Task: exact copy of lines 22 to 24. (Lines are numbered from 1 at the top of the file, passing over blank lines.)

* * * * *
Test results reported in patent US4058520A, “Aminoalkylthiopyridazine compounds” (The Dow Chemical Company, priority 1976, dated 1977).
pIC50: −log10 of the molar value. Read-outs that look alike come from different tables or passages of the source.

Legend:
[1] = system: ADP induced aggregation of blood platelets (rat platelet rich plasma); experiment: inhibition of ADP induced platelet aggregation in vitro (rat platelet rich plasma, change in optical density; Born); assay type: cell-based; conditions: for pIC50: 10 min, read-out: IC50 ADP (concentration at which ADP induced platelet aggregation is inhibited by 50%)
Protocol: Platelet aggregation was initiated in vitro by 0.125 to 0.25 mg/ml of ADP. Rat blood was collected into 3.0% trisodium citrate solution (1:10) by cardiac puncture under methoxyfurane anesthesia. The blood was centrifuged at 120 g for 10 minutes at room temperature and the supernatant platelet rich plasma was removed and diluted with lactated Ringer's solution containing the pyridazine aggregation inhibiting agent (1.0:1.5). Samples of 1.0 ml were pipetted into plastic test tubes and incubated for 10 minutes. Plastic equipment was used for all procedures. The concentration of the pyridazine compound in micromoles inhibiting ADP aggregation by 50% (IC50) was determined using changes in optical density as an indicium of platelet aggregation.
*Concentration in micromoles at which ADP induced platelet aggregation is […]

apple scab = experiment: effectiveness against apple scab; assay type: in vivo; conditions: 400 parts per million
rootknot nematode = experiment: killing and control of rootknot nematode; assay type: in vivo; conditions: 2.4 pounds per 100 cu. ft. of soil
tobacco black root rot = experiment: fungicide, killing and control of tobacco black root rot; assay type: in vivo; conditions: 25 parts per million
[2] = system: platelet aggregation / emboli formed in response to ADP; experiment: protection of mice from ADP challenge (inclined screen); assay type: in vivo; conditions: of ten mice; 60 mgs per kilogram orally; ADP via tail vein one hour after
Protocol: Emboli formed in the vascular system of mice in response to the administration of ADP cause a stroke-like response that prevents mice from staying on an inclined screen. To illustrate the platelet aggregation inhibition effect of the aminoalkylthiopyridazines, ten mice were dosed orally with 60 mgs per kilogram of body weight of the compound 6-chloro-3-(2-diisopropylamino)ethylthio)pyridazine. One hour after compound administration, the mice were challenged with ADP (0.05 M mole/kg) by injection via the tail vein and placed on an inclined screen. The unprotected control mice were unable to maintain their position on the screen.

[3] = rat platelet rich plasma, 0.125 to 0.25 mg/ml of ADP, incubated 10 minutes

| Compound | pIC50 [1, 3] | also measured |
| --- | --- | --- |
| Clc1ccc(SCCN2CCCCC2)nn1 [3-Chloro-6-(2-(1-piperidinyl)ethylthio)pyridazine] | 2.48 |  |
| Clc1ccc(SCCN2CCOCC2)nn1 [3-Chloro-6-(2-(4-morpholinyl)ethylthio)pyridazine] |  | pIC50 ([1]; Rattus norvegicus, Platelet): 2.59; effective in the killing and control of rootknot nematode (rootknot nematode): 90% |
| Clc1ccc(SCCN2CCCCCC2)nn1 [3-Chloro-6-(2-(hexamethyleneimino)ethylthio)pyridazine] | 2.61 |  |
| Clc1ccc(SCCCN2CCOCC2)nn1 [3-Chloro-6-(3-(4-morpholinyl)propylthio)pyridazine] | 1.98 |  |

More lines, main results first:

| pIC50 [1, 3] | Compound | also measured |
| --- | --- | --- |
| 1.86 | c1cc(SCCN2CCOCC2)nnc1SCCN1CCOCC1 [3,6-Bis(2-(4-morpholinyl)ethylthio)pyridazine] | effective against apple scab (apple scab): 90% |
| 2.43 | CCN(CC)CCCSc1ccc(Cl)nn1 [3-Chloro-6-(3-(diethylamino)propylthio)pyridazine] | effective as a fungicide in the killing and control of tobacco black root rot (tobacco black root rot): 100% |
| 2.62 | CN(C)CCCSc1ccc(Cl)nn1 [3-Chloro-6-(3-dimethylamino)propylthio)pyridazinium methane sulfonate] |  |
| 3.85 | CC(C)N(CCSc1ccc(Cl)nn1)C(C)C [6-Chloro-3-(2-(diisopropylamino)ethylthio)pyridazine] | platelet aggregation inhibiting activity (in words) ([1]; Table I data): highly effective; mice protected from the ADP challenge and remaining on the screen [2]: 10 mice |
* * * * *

| 1.86 | c1cc(SCCN2CCOCC2)nnc1SCCN1CCOCC1 [3,6-Bis(2-(4-morpholinyl)ethylthio)pyridazine] | effective against apple scab (apple scab): 90% |
| 2.43 | CCN(CC)CCCSc1ccc(Cl)nn1 [3-Chloro-6-(3-(diethylamino)propylthio)pyridazine] | effective as a fungicide in the killing and control of tobacco black root rot (tobacco black root rot): 100% |
| 2.62 | CN(C)CCCSc1ccc(Cl)nn1 [3-Chloro-6-(3-dimethylamino)propylthio)pyridazinium methane sulfonate] |  |